- embrace the program. Get all you can from it. Sure there are parts that you probably know better than the instructors. Sure, there are parts that are a bit corny. Sure, there are parts that might not be 100% relevant to what you do. Leave those feelings at the door and have FUN! After all, how often do you get to spend 6 days focusing on being a better scouter?

    - don't research the specifics of the program ahead of time. Sure, ask questions about how to prepare or what to bring. But, don't go out and find out what you'll do on day one, day two, etc... The program is built in a way that expects you don't have this info and is better when you don't. One of the prior attendees in my pack (unsolicited) told me some info ahead of time. When I got done with the training, I really wished he hadn't.

    - meet people. Many of these people (be it instructors or participants) are people you'll interact with throughout your time in scouting. From my district, there were 7 people who went - only one from my pack. I see them often enough (roundtables, district meetings, trainings, etc...). Spending 6 days with them is a great way to get to know them.

    - when you design your ticket, remember that a good part of WB is about leadership. Be sure to think about your ticket now just as "I will do X or attend training Y", but instead that you will put in place a program to accomplish your goals and leverage others to help you do it.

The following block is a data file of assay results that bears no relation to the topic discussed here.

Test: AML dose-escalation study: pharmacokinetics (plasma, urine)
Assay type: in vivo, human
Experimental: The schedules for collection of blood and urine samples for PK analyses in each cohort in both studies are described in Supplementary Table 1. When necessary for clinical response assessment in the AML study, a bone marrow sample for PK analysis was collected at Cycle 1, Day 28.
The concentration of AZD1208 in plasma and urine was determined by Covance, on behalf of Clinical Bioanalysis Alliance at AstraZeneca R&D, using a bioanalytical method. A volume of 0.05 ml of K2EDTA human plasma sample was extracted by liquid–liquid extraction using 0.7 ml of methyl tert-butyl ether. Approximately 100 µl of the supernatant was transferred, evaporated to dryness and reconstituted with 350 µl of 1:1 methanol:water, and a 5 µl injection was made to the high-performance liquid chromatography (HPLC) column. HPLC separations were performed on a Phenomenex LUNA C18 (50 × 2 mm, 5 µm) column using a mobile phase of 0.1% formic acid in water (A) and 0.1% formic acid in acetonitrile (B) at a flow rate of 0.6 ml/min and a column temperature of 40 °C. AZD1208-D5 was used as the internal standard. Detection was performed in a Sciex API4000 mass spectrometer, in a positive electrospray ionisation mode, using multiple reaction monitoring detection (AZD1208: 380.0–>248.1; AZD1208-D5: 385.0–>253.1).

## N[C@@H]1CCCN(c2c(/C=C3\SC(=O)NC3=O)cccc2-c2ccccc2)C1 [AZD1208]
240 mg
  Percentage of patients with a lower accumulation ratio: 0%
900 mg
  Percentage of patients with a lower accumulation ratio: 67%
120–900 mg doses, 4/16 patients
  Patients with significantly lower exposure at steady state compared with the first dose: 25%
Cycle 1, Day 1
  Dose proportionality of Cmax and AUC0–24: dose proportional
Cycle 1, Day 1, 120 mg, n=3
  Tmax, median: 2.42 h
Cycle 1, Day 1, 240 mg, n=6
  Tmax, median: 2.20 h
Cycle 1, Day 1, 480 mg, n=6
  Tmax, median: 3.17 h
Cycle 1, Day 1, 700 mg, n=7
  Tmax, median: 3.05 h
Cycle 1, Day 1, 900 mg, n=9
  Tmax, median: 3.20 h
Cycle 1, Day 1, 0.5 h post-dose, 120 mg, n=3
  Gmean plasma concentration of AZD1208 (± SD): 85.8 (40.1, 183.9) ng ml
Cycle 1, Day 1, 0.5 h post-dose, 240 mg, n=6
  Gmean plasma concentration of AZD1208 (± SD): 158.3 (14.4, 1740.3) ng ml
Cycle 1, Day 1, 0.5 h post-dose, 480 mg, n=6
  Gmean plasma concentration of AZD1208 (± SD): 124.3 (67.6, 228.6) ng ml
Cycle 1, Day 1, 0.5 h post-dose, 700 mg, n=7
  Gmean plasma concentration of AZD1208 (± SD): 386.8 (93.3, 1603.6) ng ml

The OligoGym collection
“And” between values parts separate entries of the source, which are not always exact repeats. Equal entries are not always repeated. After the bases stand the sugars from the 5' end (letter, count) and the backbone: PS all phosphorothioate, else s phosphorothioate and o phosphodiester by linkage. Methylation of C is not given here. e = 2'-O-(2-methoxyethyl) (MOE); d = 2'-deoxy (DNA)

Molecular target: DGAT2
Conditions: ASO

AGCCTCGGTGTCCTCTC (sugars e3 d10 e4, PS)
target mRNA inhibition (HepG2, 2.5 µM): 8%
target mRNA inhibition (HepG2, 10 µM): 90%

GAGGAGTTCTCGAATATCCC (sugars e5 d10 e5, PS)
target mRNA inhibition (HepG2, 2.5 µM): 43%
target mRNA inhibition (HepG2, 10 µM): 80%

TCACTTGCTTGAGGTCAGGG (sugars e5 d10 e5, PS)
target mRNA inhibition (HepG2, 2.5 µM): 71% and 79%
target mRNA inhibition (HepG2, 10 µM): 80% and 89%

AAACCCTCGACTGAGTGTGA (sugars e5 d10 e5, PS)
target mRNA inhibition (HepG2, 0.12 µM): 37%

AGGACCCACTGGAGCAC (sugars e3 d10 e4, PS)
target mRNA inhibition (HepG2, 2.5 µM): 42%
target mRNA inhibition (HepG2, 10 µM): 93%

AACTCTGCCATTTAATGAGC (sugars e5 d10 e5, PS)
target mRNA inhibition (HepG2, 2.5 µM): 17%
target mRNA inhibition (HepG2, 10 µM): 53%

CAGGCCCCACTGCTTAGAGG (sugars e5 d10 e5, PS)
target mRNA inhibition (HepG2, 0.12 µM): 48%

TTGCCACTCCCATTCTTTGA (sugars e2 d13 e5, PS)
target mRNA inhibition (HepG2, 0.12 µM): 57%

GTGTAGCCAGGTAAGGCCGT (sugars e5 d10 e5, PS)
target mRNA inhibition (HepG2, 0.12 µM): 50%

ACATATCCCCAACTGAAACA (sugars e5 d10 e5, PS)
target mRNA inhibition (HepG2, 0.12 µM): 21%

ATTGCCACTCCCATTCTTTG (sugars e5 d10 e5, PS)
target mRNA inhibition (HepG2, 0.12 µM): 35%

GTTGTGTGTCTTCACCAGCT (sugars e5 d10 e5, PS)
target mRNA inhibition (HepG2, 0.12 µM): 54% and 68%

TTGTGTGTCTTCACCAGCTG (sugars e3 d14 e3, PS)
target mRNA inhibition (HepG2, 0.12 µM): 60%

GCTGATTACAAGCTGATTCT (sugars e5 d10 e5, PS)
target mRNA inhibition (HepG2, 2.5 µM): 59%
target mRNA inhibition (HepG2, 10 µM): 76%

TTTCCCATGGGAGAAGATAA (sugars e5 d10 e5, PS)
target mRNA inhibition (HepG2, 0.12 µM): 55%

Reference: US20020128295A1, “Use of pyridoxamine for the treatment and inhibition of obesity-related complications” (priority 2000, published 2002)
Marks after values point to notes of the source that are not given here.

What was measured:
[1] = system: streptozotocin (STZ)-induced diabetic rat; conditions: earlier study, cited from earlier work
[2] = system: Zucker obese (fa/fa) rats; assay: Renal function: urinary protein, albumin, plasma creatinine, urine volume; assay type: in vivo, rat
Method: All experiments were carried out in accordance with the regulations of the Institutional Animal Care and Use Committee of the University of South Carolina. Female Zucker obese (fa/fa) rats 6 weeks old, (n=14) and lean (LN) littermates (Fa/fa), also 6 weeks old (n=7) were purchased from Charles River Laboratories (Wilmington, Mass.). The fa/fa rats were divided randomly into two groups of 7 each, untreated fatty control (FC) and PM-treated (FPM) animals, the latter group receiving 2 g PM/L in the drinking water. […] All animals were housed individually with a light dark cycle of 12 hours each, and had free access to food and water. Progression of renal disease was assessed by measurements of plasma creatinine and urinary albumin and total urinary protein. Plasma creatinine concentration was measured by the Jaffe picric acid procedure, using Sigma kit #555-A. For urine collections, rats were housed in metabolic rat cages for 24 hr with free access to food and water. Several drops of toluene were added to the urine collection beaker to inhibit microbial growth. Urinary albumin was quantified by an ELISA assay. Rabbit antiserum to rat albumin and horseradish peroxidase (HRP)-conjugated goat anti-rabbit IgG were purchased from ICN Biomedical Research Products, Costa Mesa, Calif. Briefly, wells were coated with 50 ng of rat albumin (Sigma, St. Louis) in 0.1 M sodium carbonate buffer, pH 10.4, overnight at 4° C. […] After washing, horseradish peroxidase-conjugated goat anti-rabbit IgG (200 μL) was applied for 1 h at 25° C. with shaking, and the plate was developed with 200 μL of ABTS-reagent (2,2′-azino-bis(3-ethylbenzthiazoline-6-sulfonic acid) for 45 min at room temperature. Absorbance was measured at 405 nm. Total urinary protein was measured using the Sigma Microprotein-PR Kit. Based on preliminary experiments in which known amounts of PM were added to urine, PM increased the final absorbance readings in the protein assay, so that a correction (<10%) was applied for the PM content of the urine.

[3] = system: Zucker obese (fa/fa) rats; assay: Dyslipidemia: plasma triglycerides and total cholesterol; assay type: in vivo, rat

- design a challenging, yet achievable ticket. I'm about half way through my ticket now. It has been very challenging for me. Not so much because of the effort required, but because it requires me to do things I'm not usually comfortable with. Frankly, when I got back from my second weekend, I really thought I could never complete the ticket. But, then I started chipping away at it. Now, 9 months later, I'm at least half way through and the stuff I have left I now see as achievable (but still not easy). It's been a great growth opportunity for me.


    Good luck!


    This all seems like a very natural development step to me.


    - you're son decided to split his backpacking load. Seems reasonable to me.

    - you're son and this other scout were not responsible enough to follow up

    - you're son realizes his mistake many months later

    - you're son has to bear the consequences of this mistake - i.e., having to search all over for it, fund a replacement, etc... But also you're displeasure too.


    So next time he is in a similar position again, hopefully he'll remember the mistake and hopefully not repeat it.


    Sure, it stinks that you have to handle the collateral damage - but that's just part of the process.


    I've seen so many people who have been sheltered from mistakes their whole life and then not know what to do when one happens.


    Just my .02.





    In my mind the question is one of whether pack leadership sanctions and supervises the campout. Since the explanation from national is that it's an insurance issue, I read it that their concern is that proper leadership and due diligence is provided for the campout by the pack.


    Once you open it up to more than one den and have it supervised by Pack leadership, it becomes a defacto pack campout - even if only a subset of the den's attend.